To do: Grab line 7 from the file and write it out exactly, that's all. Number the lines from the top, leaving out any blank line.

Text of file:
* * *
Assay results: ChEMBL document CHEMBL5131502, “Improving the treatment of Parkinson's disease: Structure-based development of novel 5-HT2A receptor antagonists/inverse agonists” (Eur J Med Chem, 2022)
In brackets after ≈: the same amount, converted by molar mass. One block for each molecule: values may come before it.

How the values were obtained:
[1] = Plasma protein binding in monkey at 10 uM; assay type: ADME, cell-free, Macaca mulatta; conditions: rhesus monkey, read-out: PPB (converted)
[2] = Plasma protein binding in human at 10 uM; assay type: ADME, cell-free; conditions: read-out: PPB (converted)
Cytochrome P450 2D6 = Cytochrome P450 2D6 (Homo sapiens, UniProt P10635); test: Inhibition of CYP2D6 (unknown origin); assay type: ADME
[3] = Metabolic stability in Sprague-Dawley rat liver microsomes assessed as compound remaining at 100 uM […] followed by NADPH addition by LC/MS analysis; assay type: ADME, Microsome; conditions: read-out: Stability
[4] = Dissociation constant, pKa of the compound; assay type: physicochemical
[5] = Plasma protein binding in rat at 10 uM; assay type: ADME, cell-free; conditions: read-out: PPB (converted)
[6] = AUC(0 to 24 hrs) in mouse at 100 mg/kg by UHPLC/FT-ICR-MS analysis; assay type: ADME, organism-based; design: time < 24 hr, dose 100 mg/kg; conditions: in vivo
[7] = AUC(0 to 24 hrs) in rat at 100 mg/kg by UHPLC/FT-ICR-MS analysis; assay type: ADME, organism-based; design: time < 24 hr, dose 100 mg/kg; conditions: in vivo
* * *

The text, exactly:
[3] = Metabolic stability in Sprague-Dawley rat liver microsomes assessed as compound remaining at 100 uM […] followed by NADPH addition by LC/MS analysis; assay type: ADME, Microsome; conditions: read-out: Stability